6 May 2019, Ballroom, Level 1, National Convention Centre, Canberra
|9:30||9:40||Opening and Welcome (Tomasz Bednarz, Jenny Vuong, Huyen Nguyen)|
|Session chair: Conan Bourke (UNSW)|
|9:40||10:15||Keynote: Narrative Visualisation: Telling the Story Behind the Data by Steven Wark|
Situation awareness is a key requirement for military operators, analysts, and decision makers, so that they can understand what has happened, what is likely to happen, and what needs to be done to achieve desired outcomes. Visualisation is an important tool that allows them to become immersed in the relevant data and to explore and manipulate it so that they can understand the context, relationships, what is known, what is not known, what is important and what is not important to a particular situation. When automation is introduced to avoid information overload by handling the ‘big data’ problems of volume, velocity, and variety, this pathway to understanding is largely lost. New visualisation capabilities and approaches are needed to help the user to make sense of the complexity and establish the context needed to achieve situation awareness in these circumstances. Narrative is an approach commonly used by humans to immerse an audience in the context and relationships contained within a complex situation so that they can make sense of it and extract key insights. Narrative visualisation offers potentially powerful approaches to help a user exploit automation to make sense of the complexity associated with big data. In this talk I will present some of the big data challenges faced by Defence, and how we are exploring narrative visualisation techniques to tell the story behind the data for command and control and analysis of force options.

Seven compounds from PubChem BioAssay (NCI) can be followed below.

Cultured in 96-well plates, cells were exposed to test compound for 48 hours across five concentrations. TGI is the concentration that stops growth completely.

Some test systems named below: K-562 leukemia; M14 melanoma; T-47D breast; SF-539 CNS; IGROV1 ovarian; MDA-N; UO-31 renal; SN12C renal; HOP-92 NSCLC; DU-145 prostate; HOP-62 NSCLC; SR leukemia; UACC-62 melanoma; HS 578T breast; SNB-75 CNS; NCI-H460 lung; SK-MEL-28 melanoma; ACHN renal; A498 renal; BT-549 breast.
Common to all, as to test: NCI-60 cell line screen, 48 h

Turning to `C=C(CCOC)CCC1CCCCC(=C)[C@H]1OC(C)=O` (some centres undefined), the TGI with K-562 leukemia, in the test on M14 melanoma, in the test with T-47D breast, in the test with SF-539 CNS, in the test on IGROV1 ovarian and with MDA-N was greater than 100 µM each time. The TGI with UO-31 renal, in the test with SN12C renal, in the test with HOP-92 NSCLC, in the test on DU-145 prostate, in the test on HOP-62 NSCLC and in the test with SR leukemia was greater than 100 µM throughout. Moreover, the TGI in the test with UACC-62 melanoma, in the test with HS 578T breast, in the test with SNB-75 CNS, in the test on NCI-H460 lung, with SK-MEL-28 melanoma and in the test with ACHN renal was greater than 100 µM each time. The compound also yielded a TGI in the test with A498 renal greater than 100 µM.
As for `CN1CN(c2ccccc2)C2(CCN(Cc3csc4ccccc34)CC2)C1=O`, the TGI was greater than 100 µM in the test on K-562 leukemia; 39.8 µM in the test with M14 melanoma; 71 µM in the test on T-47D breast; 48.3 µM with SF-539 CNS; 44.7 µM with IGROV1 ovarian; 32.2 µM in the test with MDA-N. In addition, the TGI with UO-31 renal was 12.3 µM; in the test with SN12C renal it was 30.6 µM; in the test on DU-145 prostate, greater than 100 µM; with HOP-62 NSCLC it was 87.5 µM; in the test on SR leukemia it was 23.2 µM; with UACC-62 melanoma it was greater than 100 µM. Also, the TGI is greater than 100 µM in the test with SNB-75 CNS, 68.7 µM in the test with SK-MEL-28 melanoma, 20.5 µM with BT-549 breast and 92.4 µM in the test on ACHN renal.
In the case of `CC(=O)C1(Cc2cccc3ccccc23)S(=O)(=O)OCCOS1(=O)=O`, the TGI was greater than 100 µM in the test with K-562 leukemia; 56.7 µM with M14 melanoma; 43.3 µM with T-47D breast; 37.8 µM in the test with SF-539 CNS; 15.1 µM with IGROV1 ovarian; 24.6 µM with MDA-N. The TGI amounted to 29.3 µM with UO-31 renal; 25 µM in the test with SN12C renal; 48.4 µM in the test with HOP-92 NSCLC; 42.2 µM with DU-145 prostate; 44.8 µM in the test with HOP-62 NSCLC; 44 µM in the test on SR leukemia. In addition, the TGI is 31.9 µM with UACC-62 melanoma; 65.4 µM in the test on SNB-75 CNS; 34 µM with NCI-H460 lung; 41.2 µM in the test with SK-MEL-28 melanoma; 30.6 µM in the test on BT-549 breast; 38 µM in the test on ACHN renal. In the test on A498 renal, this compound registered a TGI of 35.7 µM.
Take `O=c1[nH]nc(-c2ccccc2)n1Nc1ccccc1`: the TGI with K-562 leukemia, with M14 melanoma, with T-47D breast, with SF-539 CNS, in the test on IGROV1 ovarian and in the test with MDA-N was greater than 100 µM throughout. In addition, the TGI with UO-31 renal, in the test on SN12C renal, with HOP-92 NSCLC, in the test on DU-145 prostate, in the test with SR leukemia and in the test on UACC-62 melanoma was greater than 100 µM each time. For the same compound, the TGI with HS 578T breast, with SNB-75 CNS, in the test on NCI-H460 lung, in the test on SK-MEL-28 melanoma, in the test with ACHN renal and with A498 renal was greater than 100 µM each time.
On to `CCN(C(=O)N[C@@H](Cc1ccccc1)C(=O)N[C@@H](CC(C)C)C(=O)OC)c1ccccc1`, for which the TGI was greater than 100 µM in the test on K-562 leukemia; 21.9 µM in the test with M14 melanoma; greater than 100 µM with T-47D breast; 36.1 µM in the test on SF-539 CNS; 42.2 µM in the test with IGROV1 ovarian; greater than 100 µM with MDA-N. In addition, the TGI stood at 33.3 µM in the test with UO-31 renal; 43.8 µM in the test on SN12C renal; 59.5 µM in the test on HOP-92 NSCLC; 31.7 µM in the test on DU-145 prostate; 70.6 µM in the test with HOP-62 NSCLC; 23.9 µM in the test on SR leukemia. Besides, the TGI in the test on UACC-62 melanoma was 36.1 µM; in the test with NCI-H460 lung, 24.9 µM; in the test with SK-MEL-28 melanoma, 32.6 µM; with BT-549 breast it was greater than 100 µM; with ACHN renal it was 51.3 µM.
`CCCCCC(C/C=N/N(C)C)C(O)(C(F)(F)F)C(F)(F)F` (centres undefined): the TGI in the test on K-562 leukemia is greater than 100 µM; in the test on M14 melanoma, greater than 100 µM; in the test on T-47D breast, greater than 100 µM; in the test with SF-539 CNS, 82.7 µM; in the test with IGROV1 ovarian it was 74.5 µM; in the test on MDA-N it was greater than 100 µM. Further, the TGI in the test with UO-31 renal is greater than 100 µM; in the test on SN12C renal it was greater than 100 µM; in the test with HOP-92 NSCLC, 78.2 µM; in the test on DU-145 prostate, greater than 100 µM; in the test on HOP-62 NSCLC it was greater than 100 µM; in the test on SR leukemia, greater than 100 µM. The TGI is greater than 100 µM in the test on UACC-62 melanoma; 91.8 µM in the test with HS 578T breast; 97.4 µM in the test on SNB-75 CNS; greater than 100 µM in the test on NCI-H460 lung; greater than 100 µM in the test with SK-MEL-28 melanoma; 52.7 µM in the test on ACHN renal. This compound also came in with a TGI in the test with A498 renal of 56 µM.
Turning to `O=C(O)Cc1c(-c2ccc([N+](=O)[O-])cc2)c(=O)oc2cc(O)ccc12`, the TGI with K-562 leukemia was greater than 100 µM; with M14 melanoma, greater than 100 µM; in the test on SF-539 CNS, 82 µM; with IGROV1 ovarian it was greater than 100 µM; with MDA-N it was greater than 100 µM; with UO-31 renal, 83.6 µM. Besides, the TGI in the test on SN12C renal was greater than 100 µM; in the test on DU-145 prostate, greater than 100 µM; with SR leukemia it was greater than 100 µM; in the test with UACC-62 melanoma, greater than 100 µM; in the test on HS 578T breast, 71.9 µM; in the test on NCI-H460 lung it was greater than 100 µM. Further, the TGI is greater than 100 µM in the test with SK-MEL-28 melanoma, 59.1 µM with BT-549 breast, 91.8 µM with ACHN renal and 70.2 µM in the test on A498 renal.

|10:15||10:35||Visualising Data with Python by Martin Schweitzer (Australian Bureau of Meteorology)|
Python has become one of the leading languages for data science and includes a wide array of tools for visualisation. In this talk I will introduce some of these tools with a view to helping users select the best tools for the results they would like to achieve. I am also hoping to convince you that Python makes it really easy to generate sparkling results This presentation does not assume a strong knowledge of Python.
|10:35||10:55||The Art of Heritage Visualisation by Kit Devine (ANU)|
How do you create a believable past with a fragmentary data record? If you only put in what is known for certainty then the visualisation is incomplete, yet the more you try to fill in the missing pieces the more speculative the visualisation will become. In this talk I will discuss the VR artwork Artistic License: Sydney Cove circa 1800 and explore the way that it engages viewers, directly and specifically, with the conundrum of heritage visualisation.
|Session chair: Justin Baker (CSIRO)|
|11:10||11:30||Data61 Immersive Environments by Matt Adcock (CSIRO Data61)|